Latest posts by Barry Poulson and John Merrifield (see all)
- Closing The Debt-Driven Fiscal Gap Just Got A Lot Harder - April 24, 2018
- Why It’s So Difficult to Reform Entitlement Programs: Friedrich Hayek and the Libertarian Perspective - October 12, 2017
- A New ‘Grand Bargain’ For Americans To Reduce U.S. Debt - October 11, 2017
The term “Grand Bargain” is now infamously associated with failed budget negotiations between the executive branch and Congress, most notably negotiations between former Republican House Speaker John Boehner of Ohio and President Barack Obama.
The outcome of this failure to agree on a budget has led the federal debt to climb to $20 trillion, and unconstrained growth in deficits and debt is projected to continue in the coming decades. A future recession is likely to be accompanied by sharply higher interest rates and a potential default on the debt.
Brinkmanship over federal budgets has motivated citizens to address the debt crisis by attempting to enact a balanced-budget amendment to the U.S. Constitution. After waiting decades for Congress to pass a balanced-budget amendment, citizens are close to enacting the amendment through an Article V amendment convention.
In our forthcoming book, “Restoring America’s Fiscal Constitution,” we show how fiscal rules could be designed to balance the budget and reduce debt to tolerable levels over a two-decade period. Of course, fiscal discipline will not be easy. It will require a significantly lower rate of growth in federal spending and fundamental reform of government programs, especially entitlement programs, which are the major drivers of federal spending and deficits.
As the federal government is downsized, there will be pressure to shift programs to state and local governments. The precedent for this shift is unfunded liabilities in the Medicaid program. Even states that have had success in reforming Medicaid to reduce costs must allocate larger shares of their budgets to fund a greatly expanded Medicaid program. Unfunded mandates on state and local governments could undermine support for a rules-based fiscal policy at the federal level.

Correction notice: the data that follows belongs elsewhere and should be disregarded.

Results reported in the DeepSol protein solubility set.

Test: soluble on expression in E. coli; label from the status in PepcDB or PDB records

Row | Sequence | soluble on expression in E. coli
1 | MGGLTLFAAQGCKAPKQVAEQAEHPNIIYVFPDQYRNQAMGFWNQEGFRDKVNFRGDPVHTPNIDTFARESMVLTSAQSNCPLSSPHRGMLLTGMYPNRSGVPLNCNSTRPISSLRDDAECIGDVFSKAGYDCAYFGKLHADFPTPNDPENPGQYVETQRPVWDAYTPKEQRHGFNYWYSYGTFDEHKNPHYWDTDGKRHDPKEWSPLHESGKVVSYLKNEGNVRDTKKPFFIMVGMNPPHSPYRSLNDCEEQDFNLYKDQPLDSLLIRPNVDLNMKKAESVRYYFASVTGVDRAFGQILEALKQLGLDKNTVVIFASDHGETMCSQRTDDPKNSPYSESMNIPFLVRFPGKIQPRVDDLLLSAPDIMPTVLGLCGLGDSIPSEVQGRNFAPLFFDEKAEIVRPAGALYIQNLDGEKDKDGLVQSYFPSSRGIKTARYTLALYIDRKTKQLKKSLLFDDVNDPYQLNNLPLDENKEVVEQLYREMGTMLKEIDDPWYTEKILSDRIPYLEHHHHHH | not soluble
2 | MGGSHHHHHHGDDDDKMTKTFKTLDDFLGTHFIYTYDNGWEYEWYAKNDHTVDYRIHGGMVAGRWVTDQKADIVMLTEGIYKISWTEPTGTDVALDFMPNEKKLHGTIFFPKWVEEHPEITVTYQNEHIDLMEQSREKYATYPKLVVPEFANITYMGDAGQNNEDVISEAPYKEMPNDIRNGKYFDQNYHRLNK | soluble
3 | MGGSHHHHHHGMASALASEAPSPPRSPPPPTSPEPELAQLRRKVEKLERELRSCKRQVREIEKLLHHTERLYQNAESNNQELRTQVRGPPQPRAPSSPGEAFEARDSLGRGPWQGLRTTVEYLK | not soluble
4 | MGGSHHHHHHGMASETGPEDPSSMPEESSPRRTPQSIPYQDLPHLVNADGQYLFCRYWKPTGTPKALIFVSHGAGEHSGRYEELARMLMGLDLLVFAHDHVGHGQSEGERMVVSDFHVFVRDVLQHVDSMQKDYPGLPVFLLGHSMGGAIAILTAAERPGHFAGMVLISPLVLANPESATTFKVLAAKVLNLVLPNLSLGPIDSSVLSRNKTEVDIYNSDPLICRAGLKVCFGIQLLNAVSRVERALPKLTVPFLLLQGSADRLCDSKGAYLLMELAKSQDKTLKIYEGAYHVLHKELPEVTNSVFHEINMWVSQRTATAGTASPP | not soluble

The solution to this fiscal dilemma is a “Grand Bargain” in the form of a new Homestead Act, loosely modeled on the law passed in 1862 that helped fuel America’s post-Civil War growth boom. We estimate the federal government must generate more than half a trillion dollars in savings each year, earmarked for debt reduction, to reach a tolerable level of debt over the next two decades.
As President Donald Trump has suggested, a major source of that savings could be the sale of assets in the public domain, with revenue earmarked for debt reduction. For example, the value of mineral resources now in the public domain is estimated at $55 trillion.
A new Homestead Act could help solve the debt crisis in several ways.
The revenue from asset sales can be earmarked for debt reduction, reducing the negative impact of debt overhang on economic growth. Shifting resources from the public sector to the private sector would result in a more efficient allocation of resources.
Indeed, we should expect the privatization of $55 trillion in energy resources would be accompanied by a revolution of innovation and technological change in the energy industries. Higher rates of economic growth would be essential in bringing the debt-to-GDP ratio down to tolerable levels.
This Grand Bargain would strengthen finances at the state and local level. With energy resources and other federal assets shifted to the private sector, the tax base for state and local governments would expand significantly. That would generate the tax revenues to at least partially offset the financial burden resulting from devolution of federal programs to state and local governments.
We should expect this expanded role for state and local governments to result in greater efficiency in the provision of government services. The precedent for this productivity advance was the modest devolution of federal programs during the Reagan administration. With block grants replacing direct federal funding, state and local governments responded with reforms to deliver government services at lower cost.
An indirect effect of this Grand Bargain would be a restoration of the balance between the federal government, the states, and the people, as it was envisioned in the 10th Amendment to the Constitution.
[Originally Published at Investor’s Business Daily]